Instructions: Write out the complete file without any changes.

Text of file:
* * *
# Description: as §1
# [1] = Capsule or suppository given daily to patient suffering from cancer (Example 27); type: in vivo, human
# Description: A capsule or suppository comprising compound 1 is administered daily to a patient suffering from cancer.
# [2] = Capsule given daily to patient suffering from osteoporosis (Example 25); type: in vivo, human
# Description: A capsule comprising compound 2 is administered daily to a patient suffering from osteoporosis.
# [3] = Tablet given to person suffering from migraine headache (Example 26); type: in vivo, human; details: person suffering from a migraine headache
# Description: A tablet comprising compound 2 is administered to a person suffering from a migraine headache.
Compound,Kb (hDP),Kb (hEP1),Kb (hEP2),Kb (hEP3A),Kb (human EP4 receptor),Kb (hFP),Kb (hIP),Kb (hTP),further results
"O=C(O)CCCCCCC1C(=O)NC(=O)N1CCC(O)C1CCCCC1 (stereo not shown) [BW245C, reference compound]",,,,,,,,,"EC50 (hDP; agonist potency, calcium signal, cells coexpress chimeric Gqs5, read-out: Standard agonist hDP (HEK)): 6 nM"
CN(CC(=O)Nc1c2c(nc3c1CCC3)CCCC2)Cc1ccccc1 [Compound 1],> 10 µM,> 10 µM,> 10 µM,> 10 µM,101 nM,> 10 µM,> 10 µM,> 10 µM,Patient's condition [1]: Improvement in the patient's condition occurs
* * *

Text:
# Description: as §1
# [1] = Capsule or suppository given daily to patient suffering from cancer (Example 27); type: in vivo, human
# Description: A capsule or suppository comprising compound 1 is administered daily to a patient suffering from cancer.
# [2] = Capsule given daily to patient suffering from osteoporosis (Example 25); type: in vivo, human
# Description: A capsule comprising compound 2 is administered daily to a patient suffering from osteoporosis.
# [3] = Tablet given to person suffering from migraine headache (Example 26); type: in vivo, human; details: person suffering from a migraine headache
# Description: A tablet comprising compound 2 is administered to a person suffering from a migraine headache.
Compound,Kb (hDP),Kb (hEP1),Kb (hEP2),Kb (hEP3A),Kb (human EP4 receptor),Kb (hFP),Kb (hIP),Kb (hTP),further results
"O=C(O)CCCCCCC1C(=O)NC(=O)N1CCC(O)C1CCCCC1 (stereo not shown) [BW245C, reference compound]",,,,,,,,,"EC50 (hDP; agonist potency, calcium signal, cells coexpress chimeric Gqs5, read-out: Standard agonist hDP (HEK)): 6 nM"
CN(CC(=O)Nc1c2c(nc3c1CCC3)CCCC2)Cc1ccccc1 [Compound 1],> 10 µM,> 10 µM,> 10 µM,> 10 µM,101 nM,> 10 µM,> 10 µM,> 10 µM,Patient's condition [1]: Improvement in the patient's condition occurs